How far is it possible, I’ve asked myself for years in multiple contexts, for healthcare to recognize the dimension of illness that lies beyond the disease, what Lorde calls “the whole terrible meaning of mortality as both weapon and power” (53). Doctors don’t just discourage stories. The whole healthcare complex is organized to blunt the weapon and power that Lorde is pointing toward. That blunting is enacted in the nurse’s demand to wear a prosthesis. It’s the point of waiting rooms: not only to optimize physicians’ time by having patients always ready, but to induce passivity in those patients by wearing them down, teaching them to devalue their time, to be the supporting actors who sometimes come on stage to be a foil to the lead, but mostly sit waiting in the wings.
Lorde’s line, “In order to keep myself available to myself” (65) is for me a found version of a Zen koan. What does it mean, to be available to yourself? Lorde recognizes this complexity early in her book when she asks herself: “And which me was that again anyway?” (24). There is never a singular self, transparently self-knowing. But, that doesn’t mean that people should cease asking whether they are available to themselves, and what is the currency of that availability? For Lorde, it seems to be a currency of friendship in life as she lives it among women, and writing, as her work. I hope that circle can then expand to others of us who ask her questions, seeking to participate in her work.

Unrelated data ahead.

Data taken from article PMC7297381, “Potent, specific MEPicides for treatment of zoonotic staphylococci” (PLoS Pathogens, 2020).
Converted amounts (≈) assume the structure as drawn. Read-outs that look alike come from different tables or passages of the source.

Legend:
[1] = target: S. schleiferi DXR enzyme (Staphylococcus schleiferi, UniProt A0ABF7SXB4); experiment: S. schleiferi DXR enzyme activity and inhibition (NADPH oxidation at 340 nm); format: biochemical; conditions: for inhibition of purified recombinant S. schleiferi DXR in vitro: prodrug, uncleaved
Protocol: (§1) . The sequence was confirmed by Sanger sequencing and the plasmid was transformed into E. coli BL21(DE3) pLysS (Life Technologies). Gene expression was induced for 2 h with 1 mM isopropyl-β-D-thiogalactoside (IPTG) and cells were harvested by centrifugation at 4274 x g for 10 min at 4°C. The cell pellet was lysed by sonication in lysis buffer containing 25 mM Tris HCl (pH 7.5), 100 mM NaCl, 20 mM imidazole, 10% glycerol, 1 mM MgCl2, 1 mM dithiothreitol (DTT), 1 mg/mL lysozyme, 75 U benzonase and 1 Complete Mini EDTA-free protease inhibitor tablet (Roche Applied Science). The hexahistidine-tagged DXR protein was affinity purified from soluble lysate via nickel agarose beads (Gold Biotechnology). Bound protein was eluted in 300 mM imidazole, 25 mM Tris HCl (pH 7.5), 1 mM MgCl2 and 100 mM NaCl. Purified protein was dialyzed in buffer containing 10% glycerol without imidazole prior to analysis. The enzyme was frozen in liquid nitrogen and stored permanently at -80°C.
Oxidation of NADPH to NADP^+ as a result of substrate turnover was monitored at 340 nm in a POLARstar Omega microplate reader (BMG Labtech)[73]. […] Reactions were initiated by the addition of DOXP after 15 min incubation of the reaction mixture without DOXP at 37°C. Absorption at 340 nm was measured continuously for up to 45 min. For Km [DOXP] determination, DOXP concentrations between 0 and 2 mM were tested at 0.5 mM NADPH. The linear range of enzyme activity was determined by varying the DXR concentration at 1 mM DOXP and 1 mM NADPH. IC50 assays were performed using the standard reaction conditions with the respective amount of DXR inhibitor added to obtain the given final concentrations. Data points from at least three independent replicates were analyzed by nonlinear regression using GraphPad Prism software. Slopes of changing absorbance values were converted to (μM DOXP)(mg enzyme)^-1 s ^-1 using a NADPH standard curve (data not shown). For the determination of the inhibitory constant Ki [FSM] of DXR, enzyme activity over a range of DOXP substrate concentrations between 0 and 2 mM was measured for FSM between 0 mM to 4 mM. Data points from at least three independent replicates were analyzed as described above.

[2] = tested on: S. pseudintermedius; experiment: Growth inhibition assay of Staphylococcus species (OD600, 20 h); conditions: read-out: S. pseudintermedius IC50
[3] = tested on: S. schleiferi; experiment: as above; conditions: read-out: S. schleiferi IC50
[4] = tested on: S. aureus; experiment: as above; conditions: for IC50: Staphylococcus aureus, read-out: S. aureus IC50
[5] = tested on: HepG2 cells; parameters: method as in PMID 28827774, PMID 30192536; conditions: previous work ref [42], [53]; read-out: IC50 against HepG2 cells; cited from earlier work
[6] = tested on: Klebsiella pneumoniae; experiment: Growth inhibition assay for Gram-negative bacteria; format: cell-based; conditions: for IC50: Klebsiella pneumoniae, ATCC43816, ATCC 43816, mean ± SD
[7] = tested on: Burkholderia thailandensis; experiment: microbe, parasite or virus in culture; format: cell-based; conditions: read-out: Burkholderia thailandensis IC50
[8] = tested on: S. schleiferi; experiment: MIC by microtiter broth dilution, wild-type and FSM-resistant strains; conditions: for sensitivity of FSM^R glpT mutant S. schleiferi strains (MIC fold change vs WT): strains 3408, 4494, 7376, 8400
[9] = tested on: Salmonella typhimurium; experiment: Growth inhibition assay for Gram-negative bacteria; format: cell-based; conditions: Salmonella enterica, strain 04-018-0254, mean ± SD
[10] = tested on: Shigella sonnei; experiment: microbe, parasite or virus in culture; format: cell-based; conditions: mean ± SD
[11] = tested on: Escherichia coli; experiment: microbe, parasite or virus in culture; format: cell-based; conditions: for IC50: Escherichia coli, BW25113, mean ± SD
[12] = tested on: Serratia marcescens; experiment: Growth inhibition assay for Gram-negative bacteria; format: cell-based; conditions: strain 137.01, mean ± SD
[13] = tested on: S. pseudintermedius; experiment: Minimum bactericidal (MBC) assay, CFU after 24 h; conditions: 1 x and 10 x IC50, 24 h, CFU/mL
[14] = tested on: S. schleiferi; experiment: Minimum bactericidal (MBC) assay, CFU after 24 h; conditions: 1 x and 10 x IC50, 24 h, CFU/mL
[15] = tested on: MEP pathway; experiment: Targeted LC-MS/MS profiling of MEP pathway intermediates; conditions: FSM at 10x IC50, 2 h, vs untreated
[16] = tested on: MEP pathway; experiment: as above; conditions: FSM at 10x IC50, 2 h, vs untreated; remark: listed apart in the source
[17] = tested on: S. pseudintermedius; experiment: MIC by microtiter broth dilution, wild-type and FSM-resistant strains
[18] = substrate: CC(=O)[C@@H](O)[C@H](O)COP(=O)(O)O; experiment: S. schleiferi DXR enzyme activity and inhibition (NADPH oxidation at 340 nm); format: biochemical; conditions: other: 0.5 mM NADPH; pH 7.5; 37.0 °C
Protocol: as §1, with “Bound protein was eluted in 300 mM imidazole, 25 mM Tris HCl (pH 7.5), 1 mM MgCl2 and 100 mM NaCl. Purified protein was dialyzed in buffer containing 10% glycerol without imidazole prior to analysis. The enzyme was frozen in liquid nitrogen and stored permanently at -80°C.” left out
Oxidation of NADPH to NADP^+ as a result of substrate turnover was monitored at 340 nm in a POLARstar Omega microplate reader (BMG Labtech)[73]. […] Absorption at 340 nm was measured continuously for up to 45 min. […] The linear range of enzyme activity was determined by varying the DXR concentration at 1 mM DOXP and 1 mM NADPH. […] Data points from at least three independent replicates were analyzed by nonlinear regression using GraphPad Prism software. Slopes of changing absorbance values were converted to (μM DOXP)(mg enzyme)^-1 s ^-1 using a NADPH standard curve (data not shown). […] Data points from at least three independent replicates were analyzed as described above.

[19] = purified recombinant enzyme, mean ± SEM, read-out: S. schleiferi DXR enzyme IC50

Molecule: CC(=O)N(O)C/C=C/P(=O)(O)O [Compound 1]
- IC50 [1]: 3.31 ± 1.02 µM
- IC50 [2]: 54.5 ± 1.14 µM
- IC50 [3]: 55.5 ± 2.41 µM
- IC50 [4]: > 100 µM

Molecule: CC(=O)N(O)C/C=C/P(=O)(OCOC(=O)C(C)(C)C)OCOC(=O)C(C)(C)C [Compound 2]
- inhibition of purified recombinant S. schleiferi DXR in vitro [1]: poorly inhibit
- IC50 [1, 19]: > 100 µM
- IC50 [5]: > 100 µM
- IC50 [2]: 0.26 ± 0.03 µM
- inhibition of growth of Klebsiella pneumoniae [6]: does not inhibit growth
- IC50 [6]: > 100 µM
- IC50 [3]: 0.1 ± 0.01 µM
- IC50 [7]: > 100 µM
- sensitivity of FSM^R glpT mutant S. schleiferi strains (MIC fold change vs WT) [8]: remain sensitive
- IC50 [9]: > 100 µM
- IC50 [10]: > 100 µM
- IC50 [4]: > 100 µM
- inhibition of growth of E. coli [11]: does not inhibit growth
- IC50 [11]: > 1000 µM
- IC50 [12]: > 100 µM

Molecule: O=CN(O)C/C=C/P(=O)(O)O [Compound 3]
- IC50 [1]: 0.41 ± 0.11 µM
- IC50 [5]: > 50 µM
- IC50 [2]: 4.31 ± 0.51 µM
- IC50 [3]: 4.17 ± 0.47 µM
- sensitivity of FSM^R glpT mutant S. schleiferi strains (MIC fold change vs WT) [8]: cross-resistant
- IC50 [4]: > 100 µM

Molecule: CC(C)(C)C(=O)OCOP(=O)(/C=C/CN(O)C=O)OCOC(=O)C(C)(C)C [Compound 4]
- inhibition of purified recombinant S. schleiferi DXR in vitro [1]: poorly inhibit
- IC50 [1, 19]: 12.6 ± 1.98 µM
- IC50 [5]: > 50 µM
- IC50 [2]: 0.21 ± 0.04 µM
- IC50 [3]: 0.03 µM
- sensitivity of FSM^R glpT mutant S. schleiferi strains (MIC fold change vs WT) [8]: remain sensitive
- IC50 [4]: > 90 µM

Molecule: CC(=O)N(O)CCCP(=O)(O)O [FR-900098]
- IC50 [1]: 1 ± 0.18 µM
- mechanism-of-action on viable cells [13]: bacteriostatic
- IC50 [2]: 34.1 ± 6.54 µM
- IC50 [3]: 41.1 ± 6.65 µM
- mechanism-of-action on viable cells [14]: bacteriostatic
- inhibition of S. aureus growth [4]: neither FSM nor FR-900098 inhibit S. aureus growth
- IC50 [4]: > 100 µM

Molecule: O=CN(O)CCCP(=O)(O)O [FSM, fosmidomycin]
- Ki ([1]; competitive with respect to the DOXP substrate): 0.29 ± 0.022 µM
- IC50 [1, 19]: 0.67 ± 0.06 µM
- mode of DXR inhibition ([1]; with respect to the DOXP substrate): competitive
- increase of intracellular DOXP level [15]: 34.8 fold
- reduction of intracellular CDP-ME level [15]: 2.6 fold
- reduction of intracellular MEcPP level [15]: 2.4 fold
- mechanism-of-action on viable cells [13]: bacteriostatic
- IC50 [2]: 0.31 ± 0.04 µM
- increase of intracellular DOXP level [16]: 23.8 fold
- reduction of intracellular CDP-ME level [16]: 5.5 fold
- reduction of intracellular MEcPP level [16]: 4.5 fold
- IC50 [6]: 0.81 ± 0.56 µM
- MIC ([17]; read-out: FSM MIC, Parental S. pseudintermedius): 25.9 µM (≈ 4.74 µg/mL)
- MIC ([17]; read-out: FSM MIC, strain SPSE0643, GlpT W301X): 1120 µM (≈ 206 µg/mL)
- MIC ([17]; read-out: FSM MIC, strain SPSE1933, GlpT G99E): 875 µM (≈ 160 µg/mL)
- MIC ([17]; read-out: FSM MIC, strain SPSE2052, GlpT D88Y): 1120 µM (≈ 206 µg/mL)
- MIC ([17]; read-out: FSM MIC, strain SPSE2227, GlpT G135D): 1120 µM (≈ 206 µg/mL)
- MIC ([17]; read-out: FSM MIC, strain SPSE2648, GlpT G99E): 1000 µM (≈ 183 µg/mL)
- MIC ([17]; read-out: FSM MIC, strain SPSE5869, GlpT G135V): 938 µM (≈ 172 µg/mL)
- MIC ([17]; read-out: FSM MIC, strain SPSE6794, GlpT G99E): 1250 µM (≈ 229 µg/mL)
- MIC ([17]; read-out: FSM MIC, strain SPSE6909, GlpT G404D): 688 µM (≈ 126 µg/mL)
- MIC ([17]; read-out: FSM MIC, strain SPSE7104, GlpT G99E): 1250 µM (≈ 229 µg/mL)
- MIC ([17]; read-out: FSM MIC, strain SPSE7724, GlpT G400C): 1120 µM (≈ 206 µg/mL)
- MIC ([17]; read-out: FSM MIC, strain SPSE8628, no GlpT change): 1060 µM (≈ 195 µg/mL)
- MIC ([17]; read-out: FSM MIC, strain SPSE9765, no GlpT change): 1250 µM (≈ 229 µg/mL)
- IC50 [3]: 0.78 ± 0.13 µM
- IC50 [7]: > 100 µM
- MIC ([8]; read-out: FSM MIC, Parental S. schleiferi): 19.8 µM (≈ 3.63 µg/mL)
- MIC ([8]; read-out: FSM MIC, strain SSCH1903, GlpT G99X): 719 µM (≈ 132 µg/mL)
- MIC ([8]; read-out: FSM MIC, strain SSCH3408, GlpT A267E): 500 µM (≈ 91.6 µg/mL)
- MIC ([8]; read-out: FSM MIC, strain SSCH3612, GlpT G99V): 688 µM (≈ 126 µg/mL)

Here’s a tentative definition of the work of memoir: As the author makes themselves available to themselves, the effect is to allow readers greater availability to themselves. In hearing Lorde’s stories, we can reclaim our own, as weapons that are a source of power. Lorde’s chosen words, weapons and power, would not be my choice of metaphors; for me, weapons especially have too many other connotations and memories. But Lorde reminds me, all these decades later, what it was about, what the work should be, and what remains.